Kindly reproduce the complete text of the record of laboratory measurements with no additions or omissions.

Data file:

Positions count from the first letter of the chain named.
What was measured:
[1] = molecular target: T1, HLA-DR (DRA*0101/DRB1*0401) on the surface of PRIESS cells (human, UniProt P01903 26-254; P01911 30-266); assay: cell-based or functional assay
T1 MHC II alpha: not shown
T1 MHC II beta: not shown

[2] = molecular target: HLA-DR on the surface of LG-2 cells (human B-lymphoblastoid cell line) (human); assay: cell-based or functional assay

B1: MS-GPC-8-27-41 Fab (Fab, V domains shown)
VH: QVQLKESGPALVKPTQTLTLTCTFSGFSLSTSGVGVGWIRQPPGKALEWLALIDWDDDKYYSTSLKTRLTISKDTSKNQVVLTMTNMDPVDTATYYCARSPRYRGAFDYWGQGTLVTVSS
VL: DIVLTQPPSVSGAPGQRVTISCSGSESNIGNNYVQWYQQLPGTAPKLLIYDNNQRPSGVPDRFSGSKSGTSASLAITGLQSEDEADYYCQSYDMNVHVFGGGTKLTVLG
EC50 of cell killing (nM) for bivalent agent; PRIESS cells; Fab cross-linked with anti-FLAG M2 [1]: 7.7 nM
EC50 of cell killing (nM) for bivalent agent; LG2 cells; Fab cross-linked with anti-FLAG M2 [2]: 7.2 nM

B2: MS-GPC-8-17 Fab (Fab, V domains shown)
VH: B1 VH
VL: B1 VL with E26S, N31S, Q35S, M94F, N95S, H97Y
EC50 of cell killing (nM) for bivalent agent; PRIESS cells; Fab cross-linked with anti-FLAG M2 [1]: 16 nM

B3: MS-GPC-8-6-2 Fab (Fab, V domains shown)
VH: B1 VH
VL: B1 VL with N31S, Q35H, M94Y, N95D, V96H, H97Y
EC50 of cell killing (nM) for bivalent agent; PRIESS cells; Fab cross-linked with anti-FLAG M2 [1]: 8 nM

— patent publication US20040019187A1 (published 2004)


Positions count from the first letter of the chain named.
What was measured:
[1] = molecular target: T1, HLA-DR (DRA*0101/DRB1*0401) on the surface of PRIESS cells (human, UniProt P01903 26-254; P01911 30-266); assay: cell-based or functional assay
T1 MHC II alpha: not shown
T1 MHC II beta: not shown

[2] = molecular target: HLA-DR on the surface of LG-2 cells (human B-lymphoblastoid cell line) (human); assay: cell-based or functional assay

B1: MS-GPC-8-27-41 Fab (Fab, V domains shown)
VH: QVQLKESGPALVKPTQTLTLTCTFSGFSLSTSGVGVGWIRQPPGKALEWLALIDWDDDKYYSTSLKTRLTISKDTSKNQVVLTMTNMDPVDTATYYCARSPRYRGAFDYWGQGTLVTVSS
VL: DIVLTQPPSVSGAPGQRVTISCSGSESNIGNNYVQWYQQLPGTAPKLLIYDNNQRPSGVPDRFSGSKSGTSASLAITGLQSEDEADYYCQSYDMNVHVFGGGTKLTVLG
EC50 of cell killing (nM) for bivalent agent; PRIESS cells; Fab cross-linked with anti-FLAG M2 [1]: 7.7 nM
EC50 of cell killing (nM) for bivalent agent; LG2 cells; Fab cross-linked with anti-FLAG M2 [2]: 7.2 nM

B2: MS-GPC-8-17 Fab (Fab, V domains shown)
VH: B1 VH
VL: B1 VL with E26S, N31S, Q35S, M94F, N95S, H97Y
EC50 of cell killing (nM) for bivalent agent; PRIESS cells; Fab cross-linked with anti-FLAG M2 [1]: 16 nM

B3: MS-GPC-8-6-2 Fab (Fab, V domains shown)
VH: B1 VH
VL: B1 VL with N31S, Q35H, M94Y, N95D, V96H, H97Y
EC50 of cell killing (nM) for bivalent agent; PRIESS cells; Fab cross-linked with anti-FLAG M2 [1]: 8 nM

— patent publication US20040019187A1 (published 2004)